Over the last decade, productivity growth has slowed across all Australian jurisdictions. This is significant, as productivity growth is the key driver of economic growth improved and living standards.

Government policies that support competitive markets are fundamental to enhancing productivity.  They ensure that the economy is open to trade and investment and that entry and exit barriers in markets are as low as possible.

Competition policy is a key arm of economic policy, falling under the portfolio responsibility of the Treasurer. NSW Treasury advises on matters affecting competition in New South Wales.

Intergovernmental agreements on competition policy 

The 1995 Competition Principles Agreement was made between Australia’s Commonwealth, States, and Territories Governments in 1995 (amended 2007). This agreement promotes consistent competition policies for all Australian businesses regardless of ownership.  

The agreement sets a guiding principle that legislation should not restrict competition unless it can be demonstrated that the benefits of the restriction to the community outweigh the costs, and the objectives can only be achieved by restricting competition. 

In December 2016, the NSW Premier signed the Intergovernmental Agreement (IGA) on Competition and Productivity-Enhancing Reforms, along with the Governments of Australia (Commonwealth), Western Australia, Tasmania, the Australian Capital Territory and the Northern Territory. The IGA supports the development of reforms to drive Australia’s economic performance and improve living standards.

NSW Government agencies should contact NSW Treasury for guidance on applying the principles of these agreements.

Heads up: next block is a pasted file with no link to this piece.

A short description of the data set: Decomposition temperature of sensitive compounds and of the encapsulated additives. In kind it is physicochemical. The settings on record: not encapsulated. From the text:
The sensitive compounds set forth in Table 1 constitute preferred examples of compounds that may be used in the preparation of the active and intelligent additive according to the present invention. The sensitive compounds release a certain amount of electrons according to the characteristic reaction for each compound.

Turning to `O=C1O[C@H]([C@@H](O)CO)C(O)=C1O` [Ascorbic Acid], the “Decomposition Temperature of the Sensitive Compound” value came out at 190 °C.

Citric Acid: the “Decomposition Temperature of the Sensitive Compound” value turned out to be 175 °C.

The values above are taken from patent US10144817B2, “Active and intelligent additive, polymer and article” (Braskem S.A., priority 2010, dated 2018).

Competitive neutrality policy

The NSW Government promotes competitive outcomes through its competitive neutrality and procurement policies.

The competitive neutrality principles aim to promote efficient competition between public and private businesses. Specifically, they seek to ensure that government businesses do not enjoy competitive advantages over their private sector competitors by virtue of their public sector ownership.

Read the NSW Government’s ‘Policy Statement on the Application of Competitive Neutrality’

A review of the NSW Government’s competitive neutrality policies and processes was recommended in the 2021 NSW Productivity Commission White Paper. The NSW Government has accepted this recommendation and tasked the NSW Independent Pricing and Regulatory Tribunal (IPART) with undertaking the review. Further details are available on the IPART website.  

The Government has assigned to IPART partial responsibility for investigating and reporting on Competitive Neutrality complaints.  Read more about this on the IPART website.

NSW procurement policy

State Governments are responsible for procuring goods and services on behalf of the public. Policies that create distortions in competitive markets will detract from productivity growth. The promotion of competition is a key consideration in the procurement activities of NSW Government Agencies.

The NSW Government Procurement Policy Framework (the Policy) sets out the policy and operating framework for the NSW public sector procurement system, and provides a single source of guidance on the rules for procurement.

As outlined in the Policy (see page 10 of the framework document), a key objective of the NSW Government is to improve procurement outcomes through fair and open competition, as well as facilitating access to government procurement business by the private sector, especially small, medium, and regional-based enterprises.

Competition and regulatory policy  

Effective regulatory policy balances the need for market safety and competition. Regulation can create barriers to entry and restrict competition. It can also ensure market participants are adequately protected and compete on a level playing field.  

NSW Treasury has responsibility for regulatory policy in NSW.  The NSW Government Guide to Better Regulation outlines how to apply the seven Better Regulation principles when designing regulatory proposals.  

The NSW Productivity Commission website provides further information for assessing the impacts of regulation on competition.  

Advice on competition and regulatory policy matters may be sought by contacting: [email protected].   


Last updated: 28/02/2023